Updated: Apr 13
Ashumans we’re always dealing with issues which relate to the future, whether it’s catching a bus or plane, setting our alarm for a meeting or keeping an eye on the weather — we’re thinking about the future, or at least a ‘future’. The future is everyday stuff, we deal with this on a very day-to-day level, often looking at what we’ve already done and what happens as a consequence of our previous actions to inform ourselves about what we might do, or what might happen. It’s a bit of a probability game, but how do we deal with things that we have little experience of, things that we might be suspicious of, or that have a narrative that might not actually relate to the reality of the thing that we’re concerned with, such as robotics and AI? Some of these points may sound obvious, but by engaging in the ‘future’ we’re changing the future, bringing some things into being and perhaps stopping other things coming into being. For some reason I was reminded of this today when I read the quote below linked to from a tweet by @gubicgarden, and perhaps it’s ‘change’ that is the focus here as that suggests a transition to a future state, but let’s stick with the notion of the future…for now.
“You never change things by fighting the existing reality. To change something, build a new model that makes the existing model obsolete.” — Buckminster Fuller
Picture above, A ‘future’ we didn’t expect…or predict! At the Mozilla Ethical Dilema Cafe 2022, Manchester. Photo by Paul Coulton. One of the difficulties of engaging with people about future technologies is not being able to let people feel what it might be like to experience these technologies in person. As a way to deal with this issue, the “Future Mundane” Caravan was developed to take AI (Artificial Intelligence) based experiences and other possible future experiences out to the public. The caravan is more than a space, it’s a platform with a set of tools that are being created to enable a whole range of interactions, technologies and experiences to be taken on the road.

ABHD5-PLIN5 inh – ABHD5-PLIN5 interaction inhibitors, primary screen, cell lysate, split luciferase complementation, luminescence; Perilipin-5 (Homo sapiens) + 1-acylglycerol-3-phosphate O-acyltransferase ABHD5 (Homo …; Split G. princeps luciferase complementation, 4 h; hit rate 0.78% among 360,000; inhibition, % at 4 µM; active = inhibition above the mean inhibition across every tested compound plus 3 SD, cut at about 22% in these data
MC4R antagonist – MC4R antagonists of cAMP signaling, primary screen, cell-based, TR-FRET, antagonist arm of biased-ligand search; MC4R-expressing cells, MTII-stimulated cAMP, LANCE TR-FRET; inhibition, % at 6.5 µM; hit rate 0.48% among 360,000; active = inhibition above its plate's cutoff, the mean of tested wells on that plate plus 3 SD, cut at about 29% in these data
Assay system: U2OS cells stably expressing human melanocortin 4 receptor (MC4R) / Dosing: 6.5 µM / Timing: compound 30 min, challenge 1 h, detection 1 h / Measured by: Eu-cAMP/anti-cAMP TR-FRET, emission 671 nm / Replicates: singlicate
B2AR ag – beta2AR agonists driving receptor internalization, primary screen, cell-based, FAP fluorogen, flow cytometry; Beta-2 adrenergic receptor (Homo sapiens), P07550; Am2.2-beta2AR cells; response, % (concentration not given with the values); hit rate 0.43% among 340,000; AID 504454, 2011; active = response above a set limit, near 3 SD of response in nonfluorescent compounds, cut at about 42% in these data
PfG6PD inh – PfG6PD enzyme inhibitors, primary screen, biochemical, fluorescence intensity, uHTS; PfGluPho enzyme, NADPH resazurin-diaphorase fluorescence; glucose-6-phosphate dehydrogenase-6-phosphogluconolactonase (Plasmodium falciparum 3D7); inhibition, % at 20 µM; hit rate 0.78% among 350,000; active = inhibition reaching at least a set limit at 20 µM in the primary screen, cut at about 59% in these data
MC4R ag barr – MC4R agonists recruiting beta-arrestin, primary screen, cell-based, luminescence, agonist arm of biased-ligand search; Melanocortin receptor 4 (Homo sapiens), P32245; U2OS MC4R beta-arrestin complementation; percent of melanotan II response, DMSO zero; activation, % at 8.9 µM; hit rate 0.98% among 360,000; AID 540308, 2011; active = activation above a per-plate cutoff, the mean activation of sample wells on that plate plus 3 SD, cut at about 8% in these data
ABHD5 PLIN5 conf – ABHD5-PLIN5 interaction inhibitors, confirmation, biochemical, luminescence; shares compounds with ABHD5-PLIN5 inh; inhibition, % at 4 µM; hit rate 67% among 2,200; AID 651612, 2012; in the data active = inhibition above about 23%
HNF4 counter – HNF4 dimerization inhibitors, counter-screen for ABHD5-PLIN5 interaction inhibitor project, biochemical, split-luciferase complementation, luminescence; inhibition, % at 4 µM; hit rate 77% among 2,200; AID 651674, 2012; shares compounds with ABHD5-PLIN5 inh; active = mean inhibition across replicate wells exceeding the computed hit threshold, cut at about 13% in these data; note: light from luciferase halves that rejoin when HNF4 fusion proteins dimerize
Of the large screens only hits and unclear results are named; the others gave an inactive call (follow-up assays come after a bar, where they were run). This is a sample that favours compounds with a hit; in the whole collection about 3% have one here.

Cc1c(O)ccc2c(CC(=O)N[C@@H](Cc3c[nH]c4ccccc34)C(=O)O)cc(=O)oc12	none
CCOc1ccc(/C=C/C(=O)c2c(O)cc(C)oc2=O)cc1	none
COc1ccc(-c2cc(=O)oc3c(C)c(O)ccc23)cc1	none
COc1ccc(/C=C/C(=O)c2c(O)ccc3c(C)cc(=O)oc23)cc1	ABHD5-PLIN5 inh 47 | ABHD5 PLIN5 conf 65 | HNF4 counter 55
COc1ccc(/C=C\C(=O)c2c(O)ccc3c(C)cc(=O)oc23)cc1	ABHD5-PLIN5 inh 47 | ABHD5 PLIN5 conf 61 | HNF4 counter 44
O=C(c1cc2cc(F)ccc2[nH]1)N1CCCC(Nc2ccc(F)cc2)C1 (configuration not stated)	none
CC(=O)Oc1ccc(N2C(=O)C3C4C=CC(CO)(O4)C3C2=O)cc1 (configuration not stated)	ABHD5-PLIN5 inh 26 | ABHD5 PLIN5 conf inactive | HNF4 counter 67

Picture above, at the Mozilla Ethical Dilema Cafe 2022, Manchester. To read more about this it’s really worth looking at this recently published article at the Design Research Society Conference Experiencing Mundane AI Futures Abstract Whilst popular visions of Artificial Intelligence (AI) are often presented through the lens of sentient machines, our lived experience of AI is more mundane and exemplified by so-called ‘smart’ products and services. Whilst this mundane reality is often presented using design approaches that make their operation appear simple and innocuous, these smart systems, and the data they use and collect, can challenge and even disrupt ordinary expectations. Our ability to manage smart technologies effectively is key to the field of Human Data Interaction (HDI), which seeks to shape systems design and empower users by implementing core principles of legibility, agency and negotiability. However, how these principles manifest in practice is yet to be fully understood. We seek to understand key challenges confronting HDI by situating smart products and services in everyday life and creating a mundane experiential future that houses AI in a caravan for evaluation with the general public. Keywords artificial intelligence, experiential futures, design futures, experience design DOI https://doi.org/10.21606/drs.2022.283
Citation Pilling, M., Coulton, P., Lodge, T., Crabtree, A., and Chamberlain, A. (2022) Experiencing mundane AI futures, in Lockton, D., Lenzi, S., Hekkert, P., Oak, A., Sádaba, J., Lloyd, P. (eds.), DRS2022: Bilbao, 25 June — 3 July, Bilbao, Spain. https://doi.org/10.21606/drs.2022.283 Creative Commons License Matthew Pilling, Lancaster University, United Kingdom Paul Coulton, Lancaster University, United Kingdom Thomas Lodge, Nottingham University, United Kingdom Andy Crabtree, Nottingham University, United Kingdom Alan Chamberlain, Nottingham University, United Kingdom Other links Ethical Dilema Cafe 2022 https://foundation.mozilla.org/sw/blog/ethical-dilemmna-cafe-2022/ Taking Your Research on the Road https://imagination.lancaster.ac.uk/update/taking-your-research-on-the-road/